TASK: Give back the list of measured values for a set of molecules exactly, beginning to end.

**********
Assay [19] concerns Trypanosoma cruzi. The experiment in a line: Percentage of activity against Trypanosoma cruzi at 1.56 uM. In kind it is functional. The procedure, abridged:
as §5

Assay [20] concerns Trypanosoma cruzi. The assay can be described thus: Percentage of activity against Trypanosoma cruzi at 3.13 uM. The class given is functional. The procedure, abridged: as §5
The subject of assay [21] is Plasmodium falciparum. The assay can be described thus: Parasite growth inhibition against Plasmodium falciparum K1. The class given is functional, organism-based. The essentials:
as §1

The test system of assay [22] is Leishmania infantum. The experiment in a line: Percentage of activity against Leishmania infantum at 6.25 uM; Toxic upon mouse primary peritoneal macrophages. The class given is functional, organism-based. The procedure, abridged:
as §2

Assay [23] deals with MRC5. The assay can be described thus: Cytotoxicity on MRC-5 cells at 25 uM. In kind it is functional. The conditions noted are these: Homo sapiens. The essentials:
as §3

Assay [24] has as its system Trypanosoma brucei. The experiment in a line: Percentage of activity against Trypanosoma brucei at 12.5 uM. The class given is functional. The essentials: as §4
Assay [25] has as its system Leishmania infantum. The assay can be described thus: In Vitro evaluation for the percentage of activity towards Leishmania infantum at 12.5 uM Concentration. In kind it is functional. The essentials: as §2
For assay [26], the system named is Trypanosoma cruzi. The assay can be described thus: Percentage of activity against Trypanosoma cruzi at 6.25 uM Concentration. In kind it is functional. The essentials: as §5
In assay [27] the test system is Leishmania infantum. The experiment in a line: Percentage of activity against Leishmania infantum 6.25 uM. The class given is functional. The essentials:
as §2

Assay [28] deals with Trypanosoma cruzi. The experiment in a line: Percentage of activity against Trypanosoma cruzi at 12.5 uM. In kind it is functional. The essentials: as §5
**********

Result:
Assay [19] concerns Trypanosoma cruzi. The experiment in a line: Percentage of activity against Trypanosoma cruzi at 1.56 uM. In kind it is functional. The procedure, abridged:
as §5

Assay [20] concerns Trypanosoma cruzi. The assay can be described thus: Percentage of activity against Trypanosoma cruzi at 3.13 uM. The class given is functional. The procedure, abridged: as §5
The subject of assay [21] is Plasmodium falciparum. The assay can be described thus: Parasite growth inhibition against Plasmodium falciparum K1. The class given is functional, organism-based. The essentials:
as §1

The test system of assay [22] is Leishmania infantum. The experiment in a line: Percentage of activity against Leishmania infantum at 6.25 uM; Toxic upon mouse primary peritoneal macrophages. The class given is functional, organism-based. The procedure, abridged:
as §2

Assay [23] deals with MRC5. The assay can be described thus: Cytotoxicity on MRC-5 cells at 25 uM. In kind it is functional. The conditions noted are these: Homo sapiens. The essentials:
as §3

Assay [24] has as its system Trypanosoma brucei. The experiment in a line: Percentage of activity against Trypanosoma brucei at 12.5 uM. The class given is functional. The essentials: as §4
Assay [25] has as its system Leishmania infantum. The assay can be described thus: In Vitro evaluation for the percentage of activity towards Leishmania infantum at 12.5 uM Concentration. In kind it is functional. The essentials: as §2
For assay [26], the system named is Trypanosoma cruzi. The assay can be described thus: Percentage of activity against Trypanosoma cruzi at 6.25 uM Concentration. In kind it is functional. The essentials: as §5
In assay [27] the test system is Leishmania infantum. The experiment in a line: Percentage of activity against Leishmania infantum 6.25 uM. The class given is functional. The essentials:
as §2

Assay [28] deals with Trypanosoma cruzi. The experiment in a line: Percentage of activity against Trypanosoma cruzi at 12.5 uM. In kind it is functional. The essentials: as §5